by Bill Strubbe
Every Friday afternoon at 1:00, while most Jerusalem residents are caught in the throes of their preparations for the onset of Shabbat (Sabbath), scores of Jewish women dressed in black stand in silent vigil. Each woman holds a sign written in either Hebrew, English, or Arabic reading: “No More Occupation.”
As busy traffic careens around the women standing in the heat of the midday sun, many drivers honk their horns and hurl obscenities: “Go home, sluts!” “You traitor bitches!” The women, trained not to react, absorb the painful verbal blows, determined, in their own small way, to be a continuing reminder to their fellow citizens and the world that not all Jewish Israelis condone the suppression of the Palestinian intifada by their government.
Wearing a wide-brimmed black hat to shade her face from the sun, Aviva, aged 67, has taken her place among the Women in Black. She has been attending the vigils since they began at the onset of the intifada in December, 1987. Born in Transylvania, she immigrated to Israel in 1928.
“I stand here each week as a symbol of what is going on in the heart of many Israelis who are unable to influence, in a practical way, what is happening in our country and the West Bank. I stand here for myself, for my country and for all the other women who agree with me,” says Aviva.
She explains that the Women in Black are not only confined to Jerusalem. In the past several years, separate vigils have sprung up in Tel Aviv, Haifa, Afula and a half dozen other sites around the country.
One of the main organizers and prime movers behind the vigils is Hagar, who moves up and down the line of women, stopping to encourage them and answer questions. She cajoles young girls who are sitting down, urging them to stand up. Camera crews and reporters press lenses and microphones into her face for interviews in Hebrew, French and English.
In the past year, several acts of violence have been perpetrated against the Women in Black by other Jews. The car of one of the leaders was burned and threatening letters have been received.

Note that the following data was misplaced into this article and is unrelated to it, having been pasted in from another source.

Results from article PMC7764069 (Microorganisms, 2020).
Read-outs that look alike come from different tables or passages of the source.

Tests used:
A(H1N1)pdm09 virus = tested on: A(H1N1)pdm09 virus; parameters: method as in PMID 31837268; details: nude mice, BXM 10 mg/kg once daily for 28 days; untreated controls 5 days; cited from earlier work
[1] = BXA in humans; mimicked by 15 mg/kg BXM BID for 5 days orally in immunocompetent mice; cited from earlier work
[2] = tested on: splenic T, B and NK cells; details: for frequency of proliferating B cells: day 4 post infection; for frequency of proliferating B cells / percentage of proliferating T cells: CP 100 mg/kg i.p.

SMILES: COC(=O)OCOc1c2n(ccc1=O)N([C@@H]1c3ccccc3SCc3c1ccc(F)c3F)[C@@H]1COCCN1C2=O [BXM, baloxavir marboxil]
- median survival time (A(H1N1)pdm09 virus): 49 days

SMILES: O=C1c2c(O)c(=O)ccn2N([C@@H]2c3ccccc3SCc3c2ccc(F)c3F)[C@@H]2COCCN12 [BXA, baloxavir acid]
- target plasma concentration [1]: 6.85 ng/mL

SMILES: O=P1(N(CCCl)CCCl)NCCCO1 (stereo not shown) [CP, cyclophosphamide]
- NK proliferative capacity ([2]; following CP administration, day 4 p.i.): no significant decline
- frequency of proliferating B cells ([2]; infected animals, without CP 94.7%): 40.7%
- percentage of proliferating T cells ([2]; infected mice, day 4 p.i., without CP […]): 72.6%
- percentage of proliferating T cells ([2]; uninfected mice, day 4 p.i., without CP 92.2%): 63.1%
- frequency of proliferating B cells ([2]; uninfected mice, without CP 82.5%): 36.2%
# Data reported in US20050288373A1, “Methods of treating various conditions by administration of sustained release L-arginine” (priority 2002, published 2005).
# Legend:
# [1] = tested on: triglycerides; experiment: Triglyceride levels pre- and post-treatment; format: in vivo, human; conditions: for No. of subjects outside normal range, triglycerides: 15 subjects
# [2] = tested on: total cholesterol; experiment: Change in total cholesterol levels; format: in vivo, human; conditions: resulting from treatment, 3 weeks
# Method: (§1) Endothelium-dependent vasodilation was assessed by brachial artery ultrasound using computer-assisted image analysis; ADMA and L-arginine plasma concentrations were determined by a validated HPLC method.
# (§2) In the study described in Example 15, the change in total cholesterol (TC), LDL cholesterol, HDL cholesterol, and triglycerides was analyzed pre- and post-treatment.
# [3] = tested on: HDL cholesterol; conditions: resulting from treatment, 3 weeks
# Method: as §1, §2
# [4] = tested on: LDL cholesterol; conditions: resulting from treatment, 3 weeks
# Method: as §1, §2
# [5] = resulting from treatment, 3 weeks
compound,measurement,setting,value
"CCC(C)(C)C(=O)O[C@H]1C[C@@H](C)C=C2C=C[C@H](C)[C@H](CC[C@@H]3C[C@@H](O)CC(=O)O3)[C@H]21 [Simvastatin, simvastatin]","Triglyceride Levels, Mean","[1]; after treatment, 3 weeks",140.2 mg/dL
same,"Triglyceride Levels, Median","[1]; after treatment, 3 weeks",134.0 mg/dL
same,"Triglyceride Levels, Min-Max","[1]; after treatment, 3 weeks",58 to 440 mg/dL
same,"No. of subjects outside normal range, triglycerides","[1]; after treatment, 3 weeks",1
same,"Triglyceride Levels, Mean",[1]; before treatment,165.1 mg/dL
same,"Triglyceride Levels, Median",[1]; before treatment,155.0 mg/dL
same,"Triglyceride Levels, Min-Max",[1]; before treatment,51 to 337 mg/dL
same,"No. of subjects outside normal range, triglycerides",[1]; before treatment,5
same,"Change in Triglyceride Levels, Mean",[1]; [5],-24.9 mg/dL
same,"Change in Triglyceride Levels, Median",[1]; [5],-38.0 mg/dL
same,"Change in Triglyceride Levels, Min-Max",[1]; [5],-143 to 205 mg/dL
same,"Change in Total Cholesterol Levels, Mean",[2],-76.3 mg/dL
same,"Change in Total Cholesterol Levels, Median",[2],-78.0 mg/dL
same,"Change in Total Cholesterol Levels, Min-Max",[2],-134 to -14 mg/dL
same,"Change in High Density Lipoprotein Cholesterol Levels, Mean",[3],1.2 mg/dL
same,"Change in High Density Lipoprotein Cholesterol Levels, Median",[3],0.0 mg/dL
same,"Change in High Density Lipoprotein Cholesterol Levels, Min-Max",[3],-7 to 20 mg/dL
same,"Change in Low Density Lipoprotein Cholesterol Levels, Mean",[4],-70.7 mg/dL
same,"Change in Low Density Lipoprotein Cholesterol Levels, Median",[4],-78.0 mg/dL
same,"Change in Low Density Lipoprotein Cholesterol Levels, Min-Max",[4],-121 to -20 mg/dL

The Friday after a July 1989 incident in which a Palestinian man grabbed the steering wheel of a public bus causing it to plunge off the road, many of the Women in Black were frightened to stand at the weekly vigil because of possible reprisals from right-wing Jews. As was feared, dozens of members of the extremist Kahane group converged on the vigil, throwing bottles, eggs and tomatoes. They also kicked and hit the women. “It got awfully scary because there were not a lot of women that week. The Kahane people were definitely violent and wanted to hurt us. The police came and had to disperse the mob with tear gas. Since then we have tried to bolster our numbers and have about 100 women each week,” said one participant.
Standing in front of the Women in Black are a dozen or so women and men dressed in white. They hold a large banner which reads “A Unified Israel,” a demand of right-wing Israelis who believe in a Biblically pre-ordained Jewish state. Their ideology claims title to the disputed West Bank and Gaza strip.
One young man tries to provoke a Woman in Black into an argument. “You know what the Arabs would do to you if they were in charge of this land? They would slit our throats without a is a rarity.
The two clashing groups, with such vehemently opposing beliefs, stand within close proximity of each other. By and large they exchange few disparaging comments. Nonetheless, most Women in Black wish that Women in White had created their own forum of expression.
Still, the women’s peace movement inside Israel is growing.
Leslie’s native home is Washington, DC. She is presently living in Israel and studying research psychology at the Hebrew University. For the past nine months, rain or shine, she has donned her black clothing and joined the group.
“Someone has to send a message to the world that not all Israeli Jews are supportive of the suppression of the Palestinians. I don’t know if our presence here week after week changes the situation much, but the very fact that it has continued is meaningful.”
The vigil is expected to continue indefinitely, until the two adversaries sit face-to-face at the negotiating table and begin the process of discussing how best to formulate a two-state solution.